Public Health Expenditure and Child Mortality: Does Institutional Quality Matter?

Abstract

The main objective of this paper is to test the impact of public health spending on infant health taking into account the role that institutional quality can play. We use a two-step system dynamic GMM method for 93 developed and developing countries over the1995–2015 period. Our main findings show that there is a clear positive and significant effect of health expenditure on infant mortality only for high-income countries, whereas for lower, lower-middle, and upper-middle-income ones, health spending does not have a significant impact on infant health status. Our findings show also that there is a certain threshold level that these groups must achieve to make government health spending (% GDP) positively affect infant mortality rates. This level is estimated at about 7%. Finally, estimations demonstrate also that institutional quality plays an important and significant role in mediating the relationship between health spending and IMR’s.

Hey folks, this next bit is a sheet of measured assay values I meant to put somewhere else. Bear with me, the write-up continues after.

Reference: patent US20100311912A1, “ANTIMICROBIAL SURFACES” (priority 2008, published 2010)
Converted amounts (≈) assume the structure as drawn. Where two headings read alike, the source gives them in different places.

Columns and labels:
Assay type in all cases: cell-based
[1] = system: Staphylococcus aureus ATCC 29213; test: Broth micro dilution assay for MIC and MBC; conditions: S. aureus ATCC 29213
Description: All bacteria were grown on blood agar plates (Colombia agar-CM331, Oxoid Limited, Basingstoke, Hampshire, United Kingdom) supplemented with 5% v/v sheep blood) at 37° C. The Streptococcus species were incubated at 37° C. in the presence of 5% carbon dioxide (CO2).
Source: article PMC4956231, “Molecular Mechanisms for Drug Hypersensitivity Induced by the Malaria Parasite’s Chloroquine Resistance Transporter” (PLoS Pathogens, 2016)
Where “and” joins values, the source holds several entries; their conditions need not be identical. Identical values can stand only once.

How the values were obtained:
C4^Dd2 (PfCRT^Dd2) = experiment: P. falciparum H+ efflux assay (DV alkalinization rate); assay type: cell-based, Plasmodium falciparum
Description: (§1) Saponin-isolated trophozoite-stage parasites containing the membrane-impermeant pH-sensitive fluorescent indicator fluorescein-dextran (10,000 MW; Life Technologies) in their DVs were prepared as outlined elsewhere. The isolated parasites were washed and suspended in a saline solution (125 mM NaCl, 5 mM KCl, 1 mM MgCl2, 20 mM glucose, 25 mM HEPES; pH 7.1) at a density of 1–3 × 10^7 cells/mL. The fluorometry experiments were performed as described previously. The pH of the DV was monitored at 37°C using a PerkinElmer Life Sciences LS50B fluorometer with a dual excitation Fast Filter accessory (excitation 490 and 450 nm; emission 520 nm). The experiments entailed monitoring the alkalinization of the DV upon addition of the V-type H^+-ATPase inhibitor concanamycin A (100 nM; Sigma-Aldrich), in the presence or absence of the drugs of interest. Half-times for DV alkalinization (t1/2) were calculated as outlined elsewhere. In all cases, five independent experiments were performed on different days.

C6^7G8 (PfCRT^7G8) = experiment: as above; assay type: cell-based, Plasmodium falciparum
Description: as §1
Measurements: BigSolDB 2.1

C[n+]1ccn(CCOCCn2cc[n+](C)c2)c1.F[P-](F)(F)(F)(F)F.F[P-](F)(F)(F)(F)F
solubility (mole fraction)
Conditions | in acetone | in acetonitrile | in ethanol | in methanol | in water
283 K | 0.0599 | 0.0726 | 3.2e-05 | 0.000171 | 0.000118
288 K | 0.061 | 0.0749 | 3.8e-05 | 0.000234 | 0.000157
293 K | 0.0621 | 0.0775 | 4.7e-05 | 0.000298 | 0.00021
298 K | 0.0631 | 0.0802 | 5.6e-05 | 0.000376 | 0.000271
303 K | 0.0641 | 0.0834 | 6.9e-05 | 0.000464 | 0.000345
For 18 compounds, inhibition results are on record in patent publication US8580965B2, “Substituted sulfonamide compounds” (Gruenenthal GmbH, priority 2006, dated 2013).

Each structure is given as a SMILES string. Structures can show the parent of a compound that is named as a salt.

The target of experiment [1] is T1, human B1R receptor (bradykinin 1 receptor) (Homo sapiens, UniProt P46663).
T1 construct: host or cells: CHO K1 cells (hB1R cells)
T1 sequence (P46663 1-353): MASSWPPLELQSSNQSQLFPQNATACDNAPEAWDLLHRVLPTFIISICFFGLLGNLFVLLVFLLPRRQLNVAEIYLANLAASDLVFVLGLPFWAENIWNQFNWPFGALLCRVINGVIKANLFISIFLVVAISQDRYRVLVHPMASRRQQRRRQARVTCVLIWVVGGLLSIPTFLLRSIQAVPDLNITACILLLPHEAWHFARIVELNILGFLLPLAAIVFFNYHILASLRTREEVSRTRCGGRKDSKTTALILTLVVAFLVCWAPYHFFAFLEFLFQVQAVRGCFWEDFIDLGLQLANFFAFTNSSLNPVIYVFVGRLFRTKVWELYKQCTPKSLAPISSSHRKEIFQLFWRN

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Correspondence to Abdelhafidh Dhrifi.

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Dhrifi, A. Public Health Expenditure and Child Mortality: Does Institutional Quality Matter?. J Knowl Econ 11, 692–706 (2020). https://doi.org/10.1007/s13132-018-0567-4

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Keywords

  • Health expenditure
  • Infant mortality
  • Institutional quality

JEL Classification

  • H51
  • I12
  • O43